New This Week: Cloud Nothings, Mac DeMarco, Horace Andy

J. Edward Keyes

By J. Edward Keyes

on 04.01.14 in Features

Cloud Nothings, Here and Nowhere Else: The latest salvo from Dylan Baldi & Co. is just as scalding as its predecessor, but puts more of an emphasis on melody and massive hooks. No surprise: this one is HIGHLY RECOMMENDED. Matthew Fritch says:

On Here and Nowhere Else Dylan Baldi’s vocals are more even-keeled but the guitars are pure id, an aggressive rush of growling, mid-level distortion double-tracked in all the sweet spots and ducking under rapid-fire drums. The results toe the line between Fat Wreck Chords pop-punk circa 1994 and something darker; minutes into “Pattern Walks,” the shredding begins to resemble Sonic Youth. Lyrics are, to be kind, less considered (somehow, every song seems to contain a variation on the line “I don’t know what you’re tryin’ to say”), and paired with the band’s headlong bashing, the only constant here is angst. With regard to the album title, it might be asked: Are we there yet? Considering the speed with which Cloud Nothings have evolved so far, it’s not likely.

Mac DeMarco, Salad Days: The polarizing guitar-pop songwriter uses humor and bemused detachment in his oft-beautiful, always slippery songs. Steven Hyden says of this RECOMMENDED release:

Detractors tend to regard him as some kind of bullshit artist, a quintessential hipster doofus slumming it under the ironic guise of a hippie dirtbag who gleefully covers Limp Bizkit songs in concert. (That Alfred E. Neuman smirk of his doesn’t help matters.) But what those people miss is what many people missed about two of DeMarco’s favorite artists and aesthetic antecedents, Jonathan Richman and Harry Nilsson. Like those iconic, pranksterish singer-songwriters, DeMarco does not recognize “serious” and “trivial” as binary opposites. Rather, he uses humor and bemused detachment to hint at a deeper pathos he can’t (or won’t) articulate in his oft-beautiful, always slippery songs.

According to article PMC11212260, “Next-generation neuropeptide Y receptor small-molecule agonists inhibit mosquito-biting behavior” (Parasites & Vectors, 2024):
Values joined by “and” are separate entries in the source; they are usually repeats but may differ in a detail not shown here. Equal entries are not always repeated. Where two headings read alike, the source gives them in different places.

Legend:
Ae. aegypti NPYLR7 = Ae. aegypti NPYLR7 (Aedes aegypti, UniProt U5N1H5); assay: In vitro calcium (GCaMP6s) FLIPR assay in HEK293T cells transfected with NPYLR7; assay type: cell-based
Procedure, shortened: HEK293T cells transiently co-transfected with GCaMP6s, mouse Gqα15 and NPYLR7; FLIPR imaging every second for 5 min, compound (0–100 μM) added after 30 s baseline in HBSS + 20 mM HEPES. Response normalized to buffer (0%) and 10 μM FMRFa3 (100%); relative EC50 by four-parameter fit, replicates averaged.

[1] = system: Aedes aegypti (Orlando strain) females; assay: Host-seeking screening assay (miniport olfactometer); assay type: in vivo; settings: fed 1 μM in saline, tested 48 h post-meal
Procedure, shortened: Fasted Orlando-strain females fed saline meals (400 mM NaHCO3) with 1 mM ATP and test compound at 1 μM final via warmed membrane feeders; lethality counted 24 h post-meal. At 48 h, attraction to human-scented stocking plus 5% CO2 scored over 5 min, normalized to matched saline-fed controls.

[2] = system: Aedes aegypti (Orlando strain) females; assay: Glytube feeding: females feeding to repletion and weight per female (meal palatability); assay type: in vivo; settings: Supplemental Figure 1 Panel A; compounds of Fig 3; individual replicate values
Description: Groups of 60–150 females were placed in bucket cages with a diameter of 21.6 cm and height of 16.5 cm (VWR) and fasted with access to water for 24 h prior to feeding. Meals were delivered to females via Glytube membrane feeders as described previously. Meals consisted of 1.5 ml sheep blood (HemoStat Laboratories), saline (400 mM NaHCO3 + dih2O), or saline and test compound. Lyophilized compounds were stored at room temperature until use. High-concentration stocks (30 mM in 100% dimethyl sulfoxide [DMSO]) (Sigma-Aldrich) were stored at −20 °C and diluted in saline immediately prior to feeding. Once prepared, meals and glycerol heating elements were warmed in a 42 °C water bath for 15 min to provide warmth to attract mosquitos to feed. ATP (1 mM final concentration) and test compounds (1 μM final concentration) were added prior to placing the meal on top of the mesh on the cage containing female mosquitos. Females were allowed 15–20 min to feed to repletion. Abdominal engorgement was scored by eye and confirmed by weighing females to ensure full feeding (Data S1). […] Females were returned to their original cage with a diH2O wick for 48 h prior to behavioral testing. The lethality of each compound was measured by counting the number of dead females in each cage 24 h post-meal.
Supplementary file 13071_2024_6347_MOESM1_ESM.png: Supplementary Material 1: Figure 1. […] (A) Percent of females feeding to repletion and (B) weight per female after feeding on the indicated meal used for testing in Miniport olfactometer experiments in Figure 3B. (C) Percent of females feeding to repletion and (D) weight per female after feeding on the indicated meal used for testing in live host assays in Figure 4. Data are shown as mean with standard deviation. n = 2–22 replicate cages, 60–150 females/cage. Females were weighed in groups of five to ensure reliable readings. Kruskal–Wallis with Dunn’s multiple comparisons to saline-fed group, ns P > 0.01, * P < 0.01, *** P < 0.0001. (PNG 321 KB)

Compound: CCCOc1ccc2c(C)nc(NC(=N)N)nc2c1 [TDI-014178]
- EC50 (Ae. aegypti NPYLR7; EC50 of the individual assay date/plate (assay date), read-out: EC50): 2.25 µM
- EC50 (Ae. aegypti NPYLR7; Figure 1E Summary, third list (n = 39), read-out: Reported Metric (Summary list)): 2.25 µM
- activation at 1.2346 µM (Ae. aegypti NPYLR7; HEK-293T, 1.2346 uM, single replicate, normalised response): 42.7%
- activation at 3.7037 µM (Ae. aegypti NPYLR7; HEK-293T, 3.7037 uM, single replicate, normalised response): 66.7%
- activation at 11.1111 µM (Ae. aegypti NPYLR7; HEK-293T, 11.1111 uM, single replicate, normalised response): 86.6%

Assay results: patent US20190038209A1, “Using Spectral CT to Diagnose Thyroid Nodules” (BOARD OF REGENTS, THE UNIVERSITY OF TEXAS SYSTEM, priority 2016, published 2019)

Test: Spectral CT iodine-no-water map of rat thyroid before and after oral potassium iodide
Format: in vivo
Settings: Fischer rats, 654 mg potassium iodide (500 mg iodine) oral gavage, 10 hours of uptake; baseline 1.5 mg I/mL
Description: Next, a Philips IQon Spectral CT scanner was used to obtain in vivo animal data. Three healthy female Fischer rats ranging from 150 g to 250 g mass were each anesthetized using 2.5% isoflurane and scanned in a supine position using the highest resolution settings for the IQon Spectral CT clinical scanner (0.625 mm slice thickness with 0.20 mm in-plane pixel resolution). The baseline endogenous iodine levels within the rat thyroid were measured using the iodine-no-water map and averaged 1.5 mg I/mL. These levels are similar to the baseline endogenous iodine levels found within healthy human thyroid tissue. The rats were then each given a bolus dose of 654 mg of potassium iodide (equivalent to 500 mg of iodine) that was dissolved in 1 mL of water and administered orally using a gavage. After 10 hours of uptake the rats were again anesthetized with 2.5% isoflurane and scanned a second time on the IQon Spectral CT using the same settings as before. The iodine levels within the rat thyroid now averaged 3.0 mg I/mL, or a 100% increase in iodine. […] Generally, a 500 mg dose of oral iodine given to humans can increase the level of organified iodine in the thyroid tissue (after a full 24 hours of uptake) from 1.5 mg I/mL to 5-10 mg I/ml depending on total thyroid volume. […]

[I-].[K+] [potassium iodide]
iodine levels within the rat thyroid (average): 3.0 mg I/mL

Nickel Creek, A Dotted Line: After a seven-year hiatus, the bluegrass/folk trio is back with a new record. Hilary Saunders says:

Each of the three members of Nickel Creek have kept busy with other endeavors — Chris Thile has maintained an immensely successful career as a composer and performer, while the siblings Sara and Sean Watkins have pursued solo and collaborative projects of their own. It’s remarkable that even after abandoning the progressive-bluegrass revolution it pioneered, Nickel Creek returns and still holds its own.

Horace Andy, Get Wise: Phenomenal. The short story is that the fantastic Pressure Sounds label discovered a record that the amazing Horace Andy cut with legendary reggae producer Phil Pratt that hadn’t been released outside Jamaica — and had barely been released there. And, here it is. What more could you ask for? Incredible, limber musicianship plus Andy’s intoxicating voice. HIGHLY RECOMMENDED

Pilgrim, II: Void Worship: Conjuring multiple shades of despair and doom on their HIGHLY RECOMMENDED second full-length. Jon Wiederhorn says:

For Pilgrim, vocals are just elements to paint stormy scenes, not the main ingredients. II: Void Worship is primarily about “the power of the riff,” and by combining rhythms as solid as gothic cathedrals with celestial atmospheres, Pilgrim create soundtracks that keep imaginations flowing. As enjoyable as the shorter songs are, it’s the epic numbers that best showcase Pilgrim as traveling minstrels in a land of danger and deceit.

Band of Skulls, Himalayan: The first song on this has a central riff that’s eerily similar to the one from Uncle Acid & the Deadbeat’s “Poison Apple.” That should give you a good idea what to expect here. Big, riff-driven rock ‘n’ roll is the order of the day on the third record from this UK group. There’s a bit of a strut and swagger to them — like if the White Stripes were more of a middle America bar band?